Too much to do at the end of the school year. Hands held out to forfend.

Wednesday, April 17, 2013

April 17, 2013

Raised Lawrence the Fish out of his aquarium and into the largest of the water gardens. He’s bashful, so I made sure that, this time, there were places to hide. Got very anthropomorphic, wondering if he missed watching me through his glass walls, missed his little light or my tapping on his roof when it was dinner time. His new home is colossal in comparison. Does he like colossal? Did he prefer compact? Are there dangers I don’t think of? The mind takes its own course.

Good class on Rome yesterday. Unusually rowdy Humanities class, but at least part of it is engagement with me and with the materials. Will try to get to the studio today. Will it remember me?

“Wind Chimes” a finalist in the Thomas Wolfe Prize.

My goddaughter is calling herself Bella-Barnabas Marsh. Not a married name, but arising from something, I’m sure. The list of people I miss. . . .

Tuesday, April 16, 2013

April 16, 2013

Bombing at the Boston Marathon, a shocking slaughter. It’s hard even to approach the imagination that brings such thing to pass.

Carol Slatton writes from The University of Akron press that A Childhood in the Milky Way is now an e-book, available on all formats. The relief of this is like waking whole after a long illness.

Mayapples give a tropical jungle to the imagination passing through the back yard. Violets in their first prime, things back there are almost exactly the way I want them, my own tiny Ithilien.

Monday, April 15, 2013

April 15, 2013

Circe nuzzling my hand so it’s hard to type. This morning, I let her. Sunday of as much sleep as I could get. Rehearsal, dinner with DJ, then stupidity on the TV until I could no longer stay awake. Must have been what I needed. Reserved my tickets to Albany for the taping of 16th and Curtis in Williamstown, MA. Still so flattered when someone does my play that I will, if I can fly to see it.

Sunday, April 14, 2013

April 14, 2013

Saturday was a blaze of light. I went with a man who turned out to be a former student to see a property in Candler. All the things it had going against it as a homesite were irrelevant to my pursuit of a bit of bare forest, but I guess that I won’t be buying it. The price is right, there are magnificent ferns, but something is wrong with the feel of it. A neighboring developer had dropped great trees across the road to prevent ATV’s. The fact that there IS a neighboring developer is bad enough. Passed Jesse Israel on the way home, and couldn’t resist multiple purchases: a variety of tomatoes, zucchini and straight-neck squash, bee-balm, golden poppies, lupine, whole beds of purple alyssum to help cover the plumbing scars. Planted long and, for a while, tirelessly. One of those days when no damage can be done, no exhaustion felt. Pulled sweet gum and cherry saplings out of the ground with my hands.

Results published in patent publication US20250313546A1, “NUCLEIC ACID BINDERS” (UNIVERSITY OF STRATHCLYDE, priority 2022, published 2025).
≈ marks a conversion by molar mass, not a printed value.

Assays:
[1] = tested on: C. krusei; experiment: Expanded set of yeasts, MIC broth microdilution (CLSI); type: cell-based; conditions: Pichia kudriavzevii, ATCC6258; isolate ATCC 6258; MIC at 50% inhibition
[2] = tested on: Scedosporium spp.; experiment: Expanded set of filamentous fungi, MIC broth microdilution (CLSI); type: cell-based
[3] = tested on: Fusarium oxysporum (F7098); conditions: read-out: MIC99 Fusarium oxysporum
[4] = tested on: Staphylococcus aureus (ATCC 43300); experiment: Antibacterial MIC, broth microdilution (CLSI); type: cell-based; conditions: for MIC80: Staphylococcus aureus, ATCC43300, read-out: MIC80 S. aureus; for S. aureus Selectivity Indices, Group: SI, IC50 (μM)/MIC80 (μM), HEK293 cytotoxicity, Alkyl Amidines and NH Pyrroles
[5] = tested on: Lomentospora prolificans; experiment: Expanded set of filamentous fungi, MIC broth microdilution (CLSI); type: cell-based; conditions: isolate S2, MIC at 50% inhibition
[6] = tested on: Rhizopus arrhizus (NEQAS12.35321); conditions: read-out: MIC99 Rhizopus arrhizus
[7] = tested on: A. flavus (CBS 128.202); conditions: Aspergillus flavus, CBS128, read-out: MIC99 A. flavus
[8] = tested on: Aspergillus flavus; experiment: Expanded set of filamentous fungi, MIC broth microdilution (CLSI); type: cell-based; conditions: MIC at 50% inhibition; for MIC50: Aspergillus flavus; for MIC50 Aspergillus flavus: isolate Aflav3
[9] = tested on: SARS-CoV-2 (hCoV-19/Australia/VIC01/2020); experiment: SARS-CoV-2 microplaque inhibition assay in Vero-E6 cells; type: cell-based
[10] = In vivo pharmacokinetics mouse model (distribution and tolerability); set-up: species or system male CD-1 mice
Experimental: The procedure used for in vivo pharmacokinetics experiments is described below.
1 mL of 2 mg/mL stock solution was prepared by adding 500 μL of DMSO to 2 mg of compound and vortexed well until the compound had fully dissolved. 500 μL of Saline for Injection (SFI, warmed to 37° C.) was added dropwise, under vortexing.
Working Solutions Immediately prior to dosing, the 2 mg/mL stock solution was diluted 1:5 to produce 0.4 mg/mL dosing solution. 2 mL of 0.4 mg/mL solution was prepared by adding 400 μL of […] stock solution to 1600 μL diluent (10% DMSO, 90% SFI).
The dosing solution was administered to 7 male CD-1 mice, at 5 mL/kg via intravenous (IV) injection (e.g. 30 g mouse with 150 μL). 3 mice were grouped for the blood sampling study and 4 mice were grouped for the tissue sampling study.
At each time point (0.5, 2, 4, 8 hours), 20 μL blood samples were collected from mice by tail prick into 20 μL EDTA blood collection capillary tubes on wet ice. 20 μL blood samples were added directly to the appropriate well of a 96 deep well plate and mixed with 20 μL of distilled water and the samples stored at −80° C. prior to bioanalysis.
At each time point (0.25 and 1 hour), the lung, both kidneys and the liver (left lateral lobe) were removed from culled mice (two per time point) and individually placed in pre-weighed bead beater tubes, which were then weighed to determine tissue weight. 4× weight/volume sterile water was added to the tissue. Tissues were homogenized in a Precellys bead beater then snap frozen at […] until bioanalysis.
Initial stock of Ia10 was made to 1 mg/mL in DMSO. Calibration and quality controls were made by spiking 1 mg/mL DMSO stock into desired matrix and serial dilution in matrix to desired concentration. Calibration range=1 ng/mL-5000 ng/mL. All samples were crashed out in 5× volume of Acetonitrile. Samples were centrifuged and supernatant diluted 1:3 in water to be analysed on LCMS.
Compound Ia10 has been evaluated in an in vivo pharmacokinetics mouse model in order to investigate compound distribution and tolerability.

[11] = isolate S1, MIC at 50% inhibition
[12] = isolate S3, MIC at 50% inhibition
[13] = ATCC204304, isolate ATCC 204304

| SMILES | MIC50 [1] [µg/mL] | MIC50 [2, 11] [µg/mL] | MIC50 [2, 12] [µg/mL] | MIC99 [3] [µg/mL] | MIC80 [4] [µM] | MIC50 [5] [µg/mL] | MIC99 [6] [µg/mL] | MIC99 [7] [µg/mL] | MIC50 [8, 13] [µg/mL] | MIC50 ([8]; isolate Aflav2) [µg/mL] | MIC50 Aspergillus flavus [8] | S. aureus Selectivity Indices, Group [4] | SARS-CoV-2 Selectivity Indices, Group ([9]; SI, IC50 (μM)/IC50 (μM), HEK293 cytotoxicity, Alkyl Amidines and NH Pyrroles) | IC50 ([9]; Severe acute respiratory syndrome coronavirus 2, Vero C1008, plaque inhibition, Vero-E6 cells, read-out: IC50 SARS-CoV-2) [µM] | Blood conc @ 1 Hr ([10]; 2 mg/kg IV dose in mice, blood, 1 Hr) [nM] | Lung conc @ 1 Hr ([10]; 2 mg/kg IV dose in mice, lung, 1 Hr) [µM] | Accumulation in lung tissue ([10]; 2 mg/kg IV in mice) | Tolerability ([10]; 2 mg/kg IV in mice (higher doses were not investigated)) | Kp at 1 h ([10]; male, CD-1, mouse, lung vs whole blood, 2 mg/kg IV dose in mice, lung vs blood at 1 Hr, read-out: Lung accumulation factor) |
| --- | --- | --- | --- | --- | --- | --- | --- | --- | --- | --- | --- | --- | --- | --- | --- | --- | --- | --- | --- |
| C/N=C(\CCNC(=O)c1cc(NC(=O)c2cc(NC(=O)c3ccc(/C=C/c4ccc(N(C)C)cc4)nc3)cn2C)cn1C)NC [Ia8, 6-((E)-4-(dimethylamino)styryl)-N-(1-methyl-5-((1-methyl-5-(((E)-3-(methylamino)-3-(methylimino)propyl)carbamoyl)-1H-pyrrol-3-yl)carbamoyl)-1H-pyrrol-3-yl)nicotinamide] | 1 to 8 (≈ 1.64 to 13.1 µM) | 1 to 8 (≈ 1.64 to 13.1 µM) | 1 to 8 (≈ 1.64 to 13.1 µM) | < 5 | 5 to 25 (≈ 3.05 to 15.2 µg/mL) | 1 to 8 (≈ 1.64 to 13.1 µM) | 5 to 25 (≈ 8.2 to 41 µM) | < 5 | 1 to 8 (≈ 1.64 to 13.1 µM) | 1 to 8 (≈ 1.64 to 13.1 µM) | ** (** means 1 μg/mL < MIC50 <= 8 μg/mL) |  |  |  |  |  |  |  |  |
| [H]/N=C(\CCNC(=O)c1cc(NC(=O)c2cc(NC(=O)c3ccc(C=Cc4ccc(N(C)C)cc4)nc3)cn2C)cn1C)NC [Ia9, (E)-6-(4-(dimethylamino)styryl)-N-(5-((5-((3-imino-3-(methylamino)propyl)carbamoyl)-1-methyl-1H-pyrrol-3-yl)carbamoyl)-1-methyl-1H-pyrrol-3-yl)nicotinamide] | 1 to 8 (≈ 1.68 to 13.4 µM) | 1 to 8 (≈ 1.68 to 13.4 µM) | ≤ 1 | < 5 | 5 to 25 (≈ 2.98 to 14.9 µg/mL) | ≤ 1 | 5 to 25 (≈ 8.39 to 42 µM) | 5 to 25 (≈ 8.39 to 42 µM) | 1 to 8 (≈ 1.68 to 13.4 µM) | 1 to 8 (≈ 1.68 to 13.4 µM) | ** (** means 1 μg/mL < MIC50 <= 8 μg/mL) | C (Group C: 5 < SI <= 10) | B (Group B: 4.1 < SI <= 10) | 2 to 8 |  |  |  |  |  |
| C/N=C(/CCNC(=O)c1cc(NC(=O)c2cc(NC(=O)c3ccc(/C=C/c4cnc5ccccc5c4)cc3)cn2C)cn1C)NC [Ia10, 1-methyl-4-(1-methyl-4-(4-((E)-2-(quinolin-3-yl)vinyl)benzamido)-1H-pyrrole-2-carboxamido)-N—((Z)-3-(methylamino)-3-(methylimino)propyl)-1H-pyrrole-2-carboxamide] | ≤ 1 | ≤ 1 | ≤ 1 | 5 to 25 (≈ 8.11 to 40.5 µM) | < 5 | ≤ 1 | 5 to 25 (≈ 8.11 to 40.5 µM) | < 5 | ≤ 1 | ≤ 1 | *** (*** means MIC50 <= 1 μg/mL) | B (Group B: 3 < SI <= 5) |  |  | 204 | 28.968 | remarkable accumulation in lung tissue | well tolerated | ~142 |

The first close inspection of the rebuilt wall reveals shoddiness even beyond what I expected. What gets into people’s heads? Did I mentioned they absconded with my garden trowels?

After the monumental gardening I had some wine and passed out until it was time to see Spring Awakening at UNCA. It was a good effort, and better than I had been led to expect by some involved in the production. Some good performances. The play itself is so weak that I think back on the praise it received on Broadway and wonder what that could have meant. Even with a production ten times better, the play is still without a single original, startling, or very engaging idea. The most interesting part is when the boys are reciting Virgil, if that can be imagined. It’s daring theater for those terrified of daring theater. Almost every directorial mistake that can be made was made, and the choreography was weirdly random, un-associated movement meant to cover up, I suppose, the thinness of the songs. Left into a beautiful night with the moon, risen late and already low in the west, a rim of snow, holy, a little crooked with respect to the horizon.

Saturday, April 13, 2013

April 13, 2013

Yesterday was the most blazing bright of days, a blue enamel over a shifting sphere of many colors. Planted nasturtiums in part of the ruins. Excellent class discussion on Sam Shepard’s Buried Child. I find in him a not always successful sense of improvisation. The class forgave him for the unsuccessful moments and uplifted the moments when it worked. Ringing in the ears reaches a new intensity. Cat vomit on the kitchen floor. The tiny black ants found the sugar canister.

Friday, April 12, 2013

April 12, 2013

Finished class and various duties, picked up my tax return, celebrated by driving out to the Reems Creek Nursery. Planted Brussels sprouts, Best Boy tomatoes, and two kinds of cabbage in a space semi-prepared by the ravages of the plumbers. Spaded, yanked out the inevitable vine roots, then worked in rich earth from the nursery. I let God water them through the night, as he continues to do to this moment.

On the subject of the plumbers, my once excellent collection of garden trowels is gone. I have no suspect but them. Troweling with the side of a hoe.